I have friends who are twin sisters. Their fights get pretty nasty even as adults, but they are the best of friends and don’t want to live far from each other. They have learned to express themselves and still forgive when hasty words are spoken.
As parents we are always trying to find the right balance in our parenting and in our interventions in our children’s behavior. We don’t want to raise bullies and we don’t want to raise wimps. We want to teach them to learn to communicate without getting physical and verbally abusive. These are all real skills that we need to teach our children. These are also skills they learn when they are fighting, especially when they are fighting with their siblings.
Although it’s not comprehensive, here is a list of skills and values that children learn when fighting. Of course, they don’t learn all these things on their own. They learn these things when parents try to make the most of these inevitable fights.
- Children learn to forgive. Especially among siblings, children learn to eventually get over whatever they were upset about. It might take a few minutes, it might take days, but eventually they do. I think children forgive more easily than adults.
- Children learn when to let things go and “lose” a fight. Sometimes it’s not worth the frustration and anger. I watch my daughter and sometimes she just lets things go, except when it’s her brother. Sigh. Hopefully, as they get older, that will change.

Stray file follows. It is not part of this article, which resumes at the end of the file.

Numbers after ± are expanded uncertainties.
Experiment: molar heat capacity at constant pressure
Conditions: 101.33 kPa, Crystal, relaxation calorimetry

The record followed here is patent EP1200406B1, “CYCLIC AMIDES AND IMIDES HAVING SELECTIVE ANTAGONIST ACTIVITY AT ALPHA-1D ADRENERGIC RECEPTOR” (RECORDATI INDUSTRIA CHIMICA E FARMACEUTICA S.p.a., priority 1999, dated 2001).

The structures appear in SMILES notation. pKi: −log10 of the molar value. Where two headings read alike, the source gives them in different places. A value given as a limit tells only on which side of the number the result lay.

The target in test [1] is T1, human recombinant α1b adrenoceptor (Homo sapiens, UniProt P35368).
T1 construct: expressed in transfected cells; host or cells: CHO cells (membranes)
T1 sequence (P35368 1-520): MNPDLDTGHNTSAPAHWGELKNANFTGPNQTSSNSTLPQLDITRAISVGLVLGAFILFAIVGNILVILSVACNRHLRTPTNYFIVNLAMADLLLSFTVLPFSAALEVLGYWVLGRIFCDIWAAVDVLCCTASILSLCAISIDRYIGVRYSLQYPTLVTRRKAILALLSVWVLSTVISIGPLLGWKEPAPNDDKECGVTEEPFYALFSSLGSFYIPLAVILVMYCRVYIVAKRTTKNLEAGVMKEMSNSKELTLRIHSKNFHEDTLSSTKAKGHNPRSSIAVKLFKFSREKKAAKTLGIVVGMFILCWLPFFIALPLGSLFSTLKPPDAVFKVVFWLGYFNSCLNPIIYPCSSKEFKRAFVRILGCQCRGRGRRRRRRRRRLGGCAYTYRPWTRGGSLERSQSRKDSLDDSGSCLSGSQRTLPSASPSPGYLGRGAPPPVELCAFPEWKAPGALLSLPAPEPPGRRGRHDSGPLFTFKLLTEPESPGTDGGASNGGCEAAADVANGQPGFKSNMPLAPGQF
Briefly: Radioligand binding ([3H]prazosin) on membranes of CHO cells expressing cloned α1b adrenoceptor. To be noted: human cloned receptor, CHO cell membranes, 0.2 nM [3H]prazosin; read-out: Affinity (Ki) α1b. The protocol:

- Children learn when to stand their ground. I have three older sisters. My grandpa once told me that I needed to stand up for myself and sometimes say, “No,” to them. He perceived me as a pushover. Maybe I was, but as adults my sisters have told me that when I say, “No,” they know that I mean it.
- Children learn not to say things they don’t mean and say the things they do (this one is for parents to emphasize). In the heat of anger it’s easy to say words that aren’t meant. As children fight with their siblings, it’s so important for parents to make sure they learn that words are not to be taken lightly. When we were younger we used to say, “Sticks and stones may break my bones, but words will never hurt me.” This statement couldn’t be further from the truth.
- Children can learn how to navigate the very complex social field and get what they want with the least amount of friction. Not all kids learn this, but some do- like my sister Hanna. Hanna has a way of dealing with everyone in our family in the most politically correct way and I have watched this skill be extended in her workplace. I tend to lean more on the other extreme. If it weren’t for my sisters who really told me whenever I was being annoying or something, I have no idea what my personality would be like, because sometimes I find myself annoying.
- This isn’t really a lesson, but one positive outcome of fights are some really funny stories later on down the road. Some of the more funny conversations we have with people are about the fights we have had as children. Great conversation topics.
So before you dismiss all fights as bad, think about how you can turn something very inevitable into something good. Think of the life skills you can teach your children through their fights. Now, I’m going to just be happy that my kids aren’t fighting at this moment.